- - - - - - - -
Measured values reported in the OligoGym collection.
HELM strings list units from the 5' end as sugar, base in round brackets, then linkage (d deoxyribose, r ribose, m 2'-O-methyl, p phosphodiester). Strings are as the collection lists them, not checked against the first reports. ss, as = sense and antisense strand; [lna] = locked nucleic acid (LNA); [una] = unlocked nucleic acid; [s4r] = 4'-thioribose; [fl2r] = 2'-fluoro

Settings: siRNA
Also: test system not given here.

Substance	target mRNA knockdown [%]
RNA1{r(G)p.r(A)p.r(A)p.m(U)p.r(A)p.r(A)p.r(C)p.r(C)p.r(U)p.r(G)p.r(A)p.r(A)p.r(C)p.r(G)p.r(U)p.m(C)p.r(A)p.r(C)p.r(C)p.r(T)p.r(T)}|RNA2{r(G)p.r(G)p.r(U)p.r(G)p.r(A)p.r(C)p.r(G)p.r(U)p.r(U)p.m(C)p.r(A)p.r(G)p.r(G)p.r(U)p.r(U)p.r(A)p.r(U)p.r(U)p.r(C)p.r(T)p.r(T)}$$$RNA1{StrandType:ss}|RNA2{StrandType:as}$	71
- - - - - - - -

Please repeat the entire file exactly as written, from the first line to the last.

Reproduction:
Measured values reported in the OligoGym collection.
HELM strings list units from the 5' end as sugar, base in round brackets, then linkage (d deoxyribose, r ribose, m 2'-O-methyl, p phosphodiester). Strings are as the collection lists them, not checked against the first reports. ss, as = sense and antisense strand; [lna] = locked nucleic acid (LNA); [una] = unlocked nucleic acid; [s4r] = 4'-thioribose; [fl2r] = 2'-fluoro

Settings: siRNA
Also: test system not given here.

Substance	target mRNA knockdown [%]
RNA1{r(G)p.r(A)p.r(A)p.m(U)p.r(A)p.r(A)p.r(C)p.r(C)p.r(U)p.r(G)p.r(A)p.r(A)p.r(C)p.r(G)p.r(U)p.m(C)p.r(A)p.r(C)p.r(C)p.r(T)p.r(T)}|RNA2{r(G)p.r(G)p.r(U)p.r(G)p.r(A)p.r(C)p.r(G)p.r(U)p.r(U)p.m(C)p.r(A)p.r(G)p.r(G)p.r(U)p.r(U)p.r(A)p.r(U)p.r(U)p.r(C)p.r(T)p.r(T)}$$$RNA1{StrandType:ss}|RNA2{StrandType:as}$	71